Americans Likely Owe Hundreds of Billions of Dollars in Total Medical Debt A new KFF analysis of government data estimates that nearly 1 in 10 adults (9%) – or roughly 23 million people – owe medical debt. This includes 11 million who owe more than $2,000 and 3 million people…
- view as grid
- view as list
This analysis uses government data to examine the burden of medical debt, including variations based on age, race and ethnicity, and health status . It estimates 9% of adults – or roughly 23 million people -owe medical debt, including 11 million who owe more than $2,000.
This analysis looks at the share of working families’ income that is spent on premiums, deductibles and other cost-sharing for employer-sponsored care. It shows that lower-income families spend a greater share of their income on health costs than those with higher incomes.
This analysis assesses whether people can afford to pay cost-sharing amounts common with private insurance plans. It finds that large shares of non-elderly households do not have enough liquid assets to meet typical plan cost-sharing amounts.
Without Build Back Better, Will the End of the Public Health Emergency Leave Even More People Uninsured?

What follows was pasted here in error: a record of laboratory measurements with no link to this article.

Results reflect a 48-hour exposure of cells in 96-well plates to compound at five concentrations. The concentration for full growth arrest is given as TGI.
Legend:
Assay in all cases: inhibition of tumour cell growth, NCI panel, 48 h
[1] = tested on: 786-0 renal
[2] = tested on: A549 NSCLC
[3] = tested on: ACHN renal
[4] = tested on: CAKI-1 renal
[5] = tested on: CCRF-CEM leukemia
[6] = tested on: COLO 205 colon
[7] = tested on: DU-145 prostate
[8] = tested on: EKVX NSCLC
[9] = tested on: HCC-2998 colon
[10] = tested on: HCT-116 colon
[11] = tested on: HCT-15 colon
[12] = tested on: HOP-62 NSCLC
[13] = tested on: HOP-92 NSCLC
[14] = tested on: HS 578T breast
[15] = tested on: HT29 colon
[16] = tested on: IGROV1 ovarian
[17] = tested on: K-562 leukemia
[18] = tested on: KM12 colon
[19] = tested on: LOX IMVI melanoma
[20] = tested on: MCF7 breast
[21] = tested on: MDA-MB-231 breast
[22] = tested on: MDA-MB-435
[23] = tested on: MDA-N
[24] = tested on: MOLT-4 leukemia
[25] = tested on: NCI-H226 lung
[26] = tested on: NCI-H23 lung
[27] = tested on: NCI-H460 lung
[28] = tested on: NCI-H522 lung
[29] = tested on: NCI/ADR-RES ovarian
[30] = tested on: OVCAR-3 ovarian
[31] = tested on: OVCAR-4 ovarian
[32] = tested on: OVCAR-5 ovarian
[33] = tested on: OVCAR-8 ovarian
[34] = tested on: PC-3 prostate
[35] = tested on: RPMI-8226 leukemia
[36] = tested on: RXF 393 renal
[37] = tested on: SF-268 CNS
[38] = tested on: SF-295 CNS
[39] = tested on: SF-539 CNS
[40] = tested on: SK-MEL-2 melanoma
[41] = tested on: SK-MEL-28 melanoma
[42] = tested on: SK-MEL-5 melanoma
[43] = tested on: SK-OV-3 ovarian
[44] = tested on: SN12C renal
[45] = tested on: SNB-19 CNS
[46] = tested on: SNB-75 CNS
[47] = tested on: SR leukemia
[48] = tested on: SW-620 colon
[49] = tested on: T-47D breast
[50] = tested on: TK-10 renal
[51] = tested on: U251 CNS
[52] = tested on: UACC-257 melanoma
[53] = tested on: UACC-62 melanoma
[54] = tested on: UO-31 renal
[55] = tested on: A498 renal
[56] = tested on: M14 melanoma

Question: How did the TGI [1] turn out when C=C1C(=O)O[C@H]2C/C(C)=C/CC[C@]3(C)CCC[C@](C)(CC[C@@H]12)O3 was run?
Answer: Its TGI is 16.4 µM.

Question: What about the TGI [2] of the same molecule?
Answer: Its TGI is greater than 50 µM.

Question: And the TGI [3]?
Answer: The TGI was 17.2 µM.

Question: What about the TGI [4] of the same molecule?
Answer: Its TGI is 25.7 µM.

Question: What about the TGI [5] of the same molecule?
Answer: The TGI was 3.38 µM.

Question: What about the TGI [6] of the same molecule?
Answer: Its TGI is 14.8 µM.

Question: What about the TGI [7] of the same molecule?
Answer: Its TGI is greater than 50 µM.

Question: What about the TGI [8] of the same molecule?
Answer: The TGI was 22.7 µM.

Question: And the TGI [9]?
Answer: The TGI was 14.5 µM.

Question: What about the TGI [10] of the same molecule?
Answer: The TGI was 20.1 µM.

Continuous enrollment in Medicaid and enhanced premium assistance have helped millions afford and maintain coverage, but those gains could be reversed as the public emergency ends and if the provisions like those in the Build Back Better Act fail to pass.
Telehealth use skyrocketed during the early months of the pandemic. While it has since decreased somewhat from that high, it still represents a much more substantial share of health care than before COVID, this KFF-Epic Research analysis finds.
Health plan networks affect patient access to care. This brief reviews options for setting and enforcing network adequacy standards and tools for making differences in plan networks more transparent.
Less than a week after a new federal mandate to cover such products took effect, about half of the nation’s largest private insurers allow enrollees to directly obtain rapid at-home COVID-19 tests from specific sources without having to pay anything upfront, a new KFF analysis finds. The new coverage requirement…
This policy watch provides an early look at how top private insurers are implementing a new requirement to cover the cost of at-home COVID-19 tests. Initially about half offer a direct coverage option and half require an enrollee to pay upfront and then seek reimbursement.
In this column for the JAMA Health Forum, Larry Levitt examines how the No Surprises Act that prohibits unexpected out-of-network charges for patients could lead to lower payment rates and revenues for some doctors and other care providers.